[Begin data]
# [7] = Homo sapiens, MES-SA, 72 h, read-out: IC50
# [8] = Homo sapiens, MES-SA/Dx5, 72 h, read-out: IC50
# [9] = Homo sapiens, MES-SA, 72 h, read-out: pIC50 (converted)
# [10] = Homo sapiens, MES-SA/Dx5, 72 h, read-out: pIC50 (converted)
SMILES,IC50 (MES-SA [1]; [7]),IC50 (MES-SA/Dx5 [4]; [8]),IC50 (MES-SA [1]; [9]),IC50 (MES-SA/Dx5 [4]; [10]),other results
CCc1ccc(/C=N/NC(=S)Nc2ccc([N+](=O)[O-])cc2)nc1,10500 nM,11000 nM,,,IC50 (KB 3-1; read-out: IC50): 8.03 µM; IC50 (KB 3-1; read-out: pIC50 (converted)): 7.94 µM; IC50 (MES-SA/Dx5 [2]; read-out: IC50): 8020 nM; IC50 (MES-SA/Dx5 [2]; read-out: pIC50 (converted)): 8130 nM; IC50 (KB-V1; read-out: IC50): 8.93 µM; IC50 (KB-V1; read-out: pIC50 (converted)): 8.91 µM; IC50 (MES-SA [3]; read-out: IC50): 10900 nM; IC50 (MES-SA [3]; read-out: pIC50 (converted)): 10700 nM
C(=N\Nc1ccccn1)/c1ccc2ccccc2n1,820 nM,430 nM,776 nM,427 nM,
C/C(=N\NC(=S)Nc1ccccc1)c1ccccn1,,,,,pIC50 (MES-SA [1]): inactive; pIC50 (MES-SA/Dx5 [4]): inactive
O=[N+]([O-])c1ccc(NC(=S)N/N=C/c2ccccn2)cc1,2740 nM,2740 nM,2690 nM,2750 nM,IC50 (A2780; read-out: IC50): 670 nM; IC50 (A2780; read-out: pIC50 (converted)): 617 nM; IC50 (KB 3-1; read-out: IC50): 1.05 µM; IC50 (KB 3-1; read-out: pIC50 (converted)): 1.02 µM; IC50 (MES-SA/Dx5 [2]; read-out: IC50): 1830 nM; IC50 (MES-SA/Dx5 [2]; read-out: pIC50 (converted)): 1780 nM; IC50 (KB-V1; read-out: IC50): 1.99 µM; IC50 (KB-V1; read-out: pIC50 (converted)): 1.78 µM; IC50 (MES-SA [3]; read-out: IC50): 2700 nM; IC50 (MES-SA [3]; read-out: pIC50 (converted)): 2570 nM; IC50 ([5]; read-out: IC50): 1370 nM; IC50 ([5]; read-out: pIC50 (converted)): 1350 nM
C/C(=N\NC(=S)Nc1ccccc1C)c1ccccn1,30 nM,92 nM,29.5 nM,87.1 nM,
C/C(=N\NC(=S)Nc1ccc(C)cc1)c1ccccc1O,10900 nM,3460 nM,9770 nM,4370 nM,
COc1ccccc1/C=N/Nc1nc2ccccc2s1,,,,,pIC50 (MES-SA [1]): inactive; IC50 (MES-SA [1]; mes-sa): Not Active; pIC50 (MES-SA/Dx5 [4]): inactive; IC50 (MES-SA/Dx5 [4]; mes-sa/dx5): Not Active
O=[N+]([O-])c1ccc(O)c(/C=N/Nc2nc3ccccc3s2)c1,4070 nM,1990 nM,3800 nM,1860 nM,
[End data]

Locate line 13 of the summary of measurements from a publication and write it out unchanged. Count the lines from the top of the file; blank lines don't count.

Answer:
O=[N+]([O-])c1ccc(O)c(/C=N/Nc2nc3ccccc3s2)c1,4070 nM,1990 nM,3800 nM,1860 nM,